A home for magical charm and wonder

By Claudio D'Intino

Major Mackenzie Drive, Vaughan Pt. 20 Con. 5 (Jane Street) was owned from 1947 to 1962 by Elmer and Arthur McKinnon. From 1962 to 1975, this property was then owned by Findlay Dairy Ltd. According to page 11 of the Sept. 20, 1962 edition of the Liberal newspaper, “...Findlay Dairy has been in business in Toronto since 1926.”

On September 17, 1975, the deed was transferred to Family Leisure Centres of Canada. And in 1980, the name changed to Canada’s Wonderland Ltd. The project was eventually approved by the Ontario Municipal Board, despite a huge amount of controversy.

According to the Merriam-Webster dictionary, the definition of ‘wonderland’ is “an imaginary place of delicate beauty or magical charm....a place that excites admiration or wonder..a scenic wonderland.”

The $120 million dollar project on the 330 acres of land was officially opened on May 23, 1981 after two years of construction. Wayne Gretzky raised the flag, with Ontario Premier Bill Davis and Dudley Taft, president of Taft Broadcasting looking on. (Bill Davis was education minister in 1961 when he opened up Emery Collegiate).

Wonderland was also co-owned by Great West Life. It had rides and general admission was $10.95. There were themed areas including International Street.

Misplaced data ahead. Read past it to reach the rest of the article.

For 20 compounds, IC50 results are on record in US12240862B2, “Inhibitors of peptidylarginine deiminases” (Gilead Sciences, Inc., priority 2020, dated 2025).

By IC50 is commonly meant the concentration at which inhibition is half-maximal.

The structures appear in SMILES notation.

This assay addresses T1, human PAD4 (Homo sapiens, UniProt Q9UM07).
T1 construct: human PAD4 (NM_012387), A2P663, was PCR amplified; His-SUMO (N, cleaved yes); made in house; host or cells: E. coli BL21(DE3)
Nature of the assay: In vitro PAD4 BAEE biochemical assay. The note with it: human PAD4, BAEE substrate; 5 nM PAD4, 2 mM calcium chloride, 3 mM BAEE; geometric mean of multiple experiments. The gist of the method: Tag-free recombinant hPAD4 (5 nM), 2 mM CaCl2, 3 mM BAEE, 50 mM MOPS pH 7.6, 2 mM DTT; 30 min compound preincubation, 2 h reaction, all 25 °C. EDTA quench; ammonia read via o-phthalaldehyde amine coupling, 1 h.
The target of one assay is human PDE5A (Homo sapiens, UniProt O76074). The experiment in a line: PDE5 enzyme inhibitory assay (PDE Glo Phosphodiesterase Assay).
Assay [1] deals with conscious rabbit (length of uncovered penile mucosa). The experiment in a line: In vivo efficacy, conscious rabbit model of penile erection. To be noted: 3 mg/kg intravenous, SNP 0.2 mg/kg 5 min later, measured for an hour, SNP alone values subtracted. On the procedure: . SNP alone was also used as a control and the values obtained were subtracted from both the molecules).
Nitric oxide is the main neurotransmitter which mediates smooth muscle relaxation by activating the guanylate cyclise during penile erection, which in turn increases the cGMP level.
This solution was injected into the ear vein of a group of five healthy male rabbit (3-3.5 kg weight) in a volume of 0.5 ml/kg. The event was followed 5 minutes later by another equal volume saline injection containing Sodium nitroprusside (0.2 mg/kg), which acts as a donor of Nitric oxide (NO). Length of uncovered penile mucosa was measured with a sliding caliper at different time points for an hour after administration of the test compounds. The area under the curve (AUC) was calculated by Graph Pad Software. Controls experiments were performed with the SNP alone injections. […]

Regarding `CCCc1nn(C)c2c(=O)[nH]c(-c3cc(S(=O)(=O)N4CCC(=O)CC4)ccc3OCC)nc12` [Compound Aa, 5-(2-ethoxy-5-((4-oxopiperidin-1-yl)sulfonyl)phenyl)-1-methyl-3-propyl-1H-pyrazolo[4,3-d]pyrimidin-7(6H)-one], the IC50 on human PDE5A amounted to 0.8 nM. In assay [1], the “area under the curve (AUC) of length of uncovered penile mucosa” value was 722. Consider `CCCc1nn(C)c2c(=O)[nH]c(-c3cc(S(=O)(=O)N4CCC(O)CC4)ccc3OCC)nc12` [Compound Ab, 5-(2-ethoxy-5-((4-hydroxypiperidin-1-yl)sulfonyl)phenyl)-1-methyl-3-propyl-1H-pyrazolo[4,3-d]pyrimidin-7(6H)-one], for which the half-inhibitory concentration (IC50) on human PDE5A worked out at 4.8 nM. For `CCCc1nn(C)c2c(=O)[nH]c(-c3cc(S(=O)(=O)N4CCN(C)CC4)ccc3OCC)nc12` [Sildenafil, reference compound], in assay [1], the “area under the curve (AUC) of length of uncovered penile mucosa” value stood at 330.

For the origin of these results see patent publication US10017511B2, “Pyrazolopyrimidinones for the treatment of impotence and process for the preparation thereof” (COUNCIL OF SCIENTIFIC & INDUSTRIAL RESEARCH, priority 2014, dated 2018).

In the summers of 1981 and 1982, I worked at Canada’s Wonderland, in the Ticket and Cash Control section at the front gates.

In my hand written letter of reference, my supervisor wrote, “In an operation such as ours...we are responsible for a very valuable inventory.”

My favourite memory was watching the band Toronto, playing for free, and their hit song Your Daddy Don’t Know.

The strangest question I remember was, “Where is the Wonder Mountain?”

The 15,000 seat Kingswood Music Theatre opened on June 1, 1983 with headline act, The Tubes. The first three songs were Turn Me On, Theme Park and A Matter of Pride. The next concerts were Anne Murray, Eric Clapton and Bob Seger. Ownership changes included Paramount Pictures, when the name changed to Paramount Canada’s Wonderland.

Now, it is owned by Cedar Fair Entertainment, which includes Cedar Point and Knott’s Berry Farm. In 2017, 3.7 million visitors had a selection of 70 rides including 17 roller coasters and 11 water rides.

One only have to look at social media to see the reviews and thoughts of its many visitors:

“Growing old is mandatory, but growing up is optimal.”

“The difference between ordeal and adventure is attitude.”

“Wander often, wonder always.”

“It is the scary choices that end up being the most worthwhile.”

“Can someone go back and get my stomach.”

Over the years there has been residential and commercial development around the site, including Vaughan Mills Shopping Centre.

The new $1.3 billion Mackenzie Vaughan hospital will open in 2020 on the north side of Major Mackenzie Drive and Jane St.

This used to be the separate employee entrance to the park.